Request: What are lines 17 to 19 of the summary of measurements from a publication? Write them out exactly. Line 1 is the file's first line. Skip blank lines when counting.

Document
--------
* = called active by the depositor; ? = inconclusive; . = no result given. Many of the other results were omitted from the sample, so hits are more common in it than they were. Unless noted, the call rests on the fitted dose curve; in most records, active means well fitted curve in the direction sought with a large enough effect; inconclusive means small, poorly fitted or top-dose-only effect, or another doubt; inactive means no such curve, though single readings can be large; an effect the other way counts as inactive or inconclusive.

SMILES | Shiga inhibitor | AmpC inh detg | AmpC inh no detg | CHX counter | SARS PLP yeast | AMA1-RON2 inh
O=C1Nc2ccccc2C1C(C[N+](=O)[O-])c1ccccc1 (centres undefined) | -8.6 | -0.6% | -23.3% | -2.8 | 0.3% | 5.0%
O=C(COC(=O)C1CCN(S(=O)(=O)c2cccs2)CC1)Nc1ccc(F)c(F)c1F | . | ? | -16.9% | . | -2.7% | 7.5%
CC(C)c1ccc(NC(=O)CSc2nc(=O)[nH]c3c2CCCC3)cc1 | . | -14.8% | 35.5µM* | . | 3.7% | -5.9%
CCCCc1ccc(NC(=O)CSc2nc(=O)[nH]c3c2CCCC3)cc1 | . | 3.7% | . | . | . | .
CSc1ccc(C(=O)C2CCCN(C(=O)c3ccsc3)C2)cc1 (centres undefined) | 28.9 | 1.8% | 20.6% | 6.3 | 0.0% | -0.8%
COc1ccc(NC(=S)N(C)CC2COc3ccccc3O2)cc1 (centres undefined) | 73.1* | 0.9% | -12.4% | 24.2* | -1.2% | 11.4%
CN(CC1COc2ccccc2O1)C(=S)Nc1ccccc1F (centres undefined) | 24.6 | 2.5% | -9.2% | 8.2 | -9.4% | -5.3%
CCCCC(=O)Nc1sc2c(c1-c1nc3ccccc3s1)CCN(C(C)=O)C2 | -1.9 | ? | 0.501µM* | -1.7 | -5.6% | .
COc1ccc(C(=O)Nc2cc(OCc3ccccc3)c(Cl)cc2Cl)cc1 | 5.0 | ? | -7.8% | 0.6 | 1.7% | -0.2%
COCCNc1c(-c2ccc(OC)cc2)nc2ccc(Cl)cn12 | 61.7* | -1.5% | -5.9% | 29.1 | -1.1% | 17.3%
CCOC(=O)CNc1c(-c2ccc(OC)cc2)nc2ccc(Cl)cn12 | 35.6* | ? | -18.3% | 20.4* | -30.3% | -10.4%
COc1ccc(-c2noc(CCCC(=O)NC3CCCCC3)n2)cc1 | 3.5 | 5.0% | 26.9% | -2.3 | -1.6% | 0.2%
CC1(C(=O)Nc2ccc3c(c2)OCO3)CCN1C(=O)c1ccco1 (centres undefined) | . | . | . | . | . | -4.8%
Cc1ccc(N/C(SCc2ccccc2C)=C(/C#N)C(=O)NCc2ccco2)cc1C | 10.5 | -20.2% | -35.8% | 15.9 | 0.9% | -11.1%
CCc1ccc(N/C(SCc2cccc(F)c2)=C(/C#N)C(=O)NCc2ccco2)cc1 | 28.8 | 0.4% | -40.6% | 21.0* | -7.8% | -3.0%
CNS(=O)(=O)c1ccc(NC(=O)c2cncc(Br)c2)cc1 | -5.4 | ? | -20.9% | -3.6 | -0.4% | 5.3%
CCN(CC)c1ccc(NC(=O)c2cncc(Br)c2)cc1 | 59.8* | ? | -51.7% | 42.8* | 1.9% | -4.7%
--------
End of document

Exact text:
CCc1ccc(N/C(SCc2cccc(F)c2)=C(/C#N)C(=O)NCc2ccco2)cc1 | 28.8 | 0.4% | -40.6% | 21.0* | -7.8% | -3.0%
CNS(=O)(=O)c1ccc(NC(=O)c2cncc(Br)c2)cc1 | -5.4 | ? | -20.9% | -3.6 | -0.4% | 5.3%
CCN(CC)c1ccc(NC(=O)c2cncc(Br)c2)cc1 | 59.8* | ? | -51.7% | 42.8* | 1.9% | -4.7%